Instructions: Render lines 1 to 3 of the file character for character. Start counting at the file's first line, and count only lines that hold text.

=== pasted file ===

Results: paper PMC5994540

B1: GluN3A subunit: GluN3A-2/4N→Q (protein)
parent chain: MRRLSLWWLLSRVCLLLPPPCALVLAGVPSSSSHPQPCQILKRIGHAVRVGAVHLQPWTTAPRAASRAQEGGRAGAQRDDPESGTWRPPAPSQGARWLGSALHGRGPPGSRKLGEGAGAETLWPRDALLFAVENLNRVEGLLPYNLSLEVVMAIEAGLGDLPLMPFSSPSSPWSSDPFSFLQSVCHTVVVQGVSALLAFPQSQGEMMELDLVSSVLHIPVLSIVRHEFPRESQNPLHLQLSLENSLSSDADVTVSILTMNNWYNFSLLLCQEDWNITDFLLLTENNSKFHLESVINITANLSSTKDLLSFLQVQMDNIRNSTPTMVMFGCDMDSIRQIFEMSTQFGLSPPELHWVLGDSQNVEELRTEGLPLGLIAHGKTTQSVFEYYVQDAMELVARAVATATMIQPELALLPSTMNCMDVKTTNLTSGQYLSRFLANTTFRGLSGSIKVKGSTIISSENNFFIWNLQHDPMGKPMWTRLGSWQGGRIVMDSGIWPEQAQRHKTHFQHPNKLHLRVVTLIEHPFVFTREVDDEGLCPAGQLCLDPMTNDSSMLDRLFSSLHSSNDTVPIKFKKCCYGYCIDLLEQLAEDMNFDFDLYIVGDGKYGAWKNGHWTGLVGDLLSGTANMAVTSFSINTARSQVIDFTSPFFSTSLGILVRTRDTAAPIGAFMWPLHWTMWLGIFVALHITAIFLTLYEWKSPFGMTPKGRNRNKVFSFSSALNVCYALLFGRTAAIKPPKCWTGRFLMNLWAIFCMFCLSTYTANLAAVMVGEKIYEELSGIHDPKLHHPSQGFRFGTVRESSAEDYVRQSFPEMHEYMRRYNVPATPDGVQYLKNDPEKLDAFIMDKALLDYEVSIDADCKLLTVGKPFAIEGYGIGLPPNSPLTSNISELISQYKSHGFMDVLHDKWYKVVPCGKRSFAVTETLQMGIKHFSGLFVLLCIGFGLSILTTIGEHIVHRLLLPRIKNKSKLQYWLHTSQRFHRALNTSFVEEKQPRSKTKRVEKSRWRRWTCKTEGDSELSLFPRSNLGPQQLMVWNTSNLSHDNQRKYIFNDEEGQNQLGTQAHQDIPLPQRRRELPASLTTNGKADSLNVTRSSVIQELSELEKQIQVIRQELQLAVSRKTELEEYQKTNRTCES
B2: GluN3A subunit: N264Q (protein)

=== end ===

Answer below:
Results: paper PMC5994540

B1: GluN3A subunit: GluN3A-2/4N→Q (protein)
parent chain: MRRLSLWWLLSRVCLLLPPPCALVLAGVPSSSSHPQPCQILKRIGHAVRVGAVHLQPWTTAPRAASRAQEGGRAGAQRDDPESGTWRPPAPSQGARWLGSALHGRGPPGSRKLGEGAGAETLWPRDALLFAVENLNRVEGLLPYNLSLEVVMAIEAGLGDLPLMPFSSPSSPWSSDPFSFLQSVCHTVVVQGVSALLAFPQSQGEMMELDLVSSVLHIPVLSIVRHEFPRESQNPLHLQLSLENSLSSDADVTVSILTMNNWYNFSLLLCQEDWNITDFLLLTENNSKFHLESVINITANLSSTKDLLSFLQVQMDNIRNSTPTMVMFGCDMDSIRQIFEMSTQFGLSPPELHWVLGDSQNVEELRTEGLPLGLIAHGKTTQSVFEYYVQDAMELVARAVATATMIQPELALLPSTMNCMDVKTTNLTSGQYLSRFLANTTFRGLSGSIKVKGSTIISSENNFFIWNLQHDPMGKPMWTRLGSWQGGRIVMDSGIWPEQAQRHKTHFQHPNKLHLRVVTLIEHPFVFTREVDDEGLCPAGQLCLDPMTNDSSMLDRLFSSLHSSNDTVPIKFKKCCYGYCIDLLEQLAEDMNFDFDLYIVGDGKYGAWKNGHWTGLVGDLLSGTANMAVTSFSINTARSQVIDFTSPFFSTSLGILVRTRDTAAPIGAFMWPLHWTMWLGIFVALHITAIFLTLYEWKSPFGMTPKGRNRNKVFSFSSALNVCYALLFGRTAAIKPPKCWTGRFLMNLWAIFCMFCLSTYTANLAAVMVGEKIYEELSGIHDPKLHHPSQGFRFGTVRESSAEDYVRQSFPEMHEYMRRYNVPATPDGVQYLKNDPEKLDAFIMDKALLDYEVSIDADCKLLTVGKPFAIEGYGIGLPPNSPLTSNISELISQYKSHGFMDVLHDKWYKVVPCGKRSFAVTETLQMGIKHFSGLFVLLCIGFGLSILTTIGEHIVHRLLLPRIKNKSKLQYWLHTSQRFHRALNTSFVEEKQPRSKTKRVEKSRWRRWTCKTEGDSELSLFPRSNLGPQQLMVWNTSNLSHDNQRKYIFNDEEGQNQLGTQAHQDIPLPQRRRELPASLTTNGKADSLNVTRSSVIQELSELEKQIQVIRQELQLAVSRKTELEEYQKTNRTCES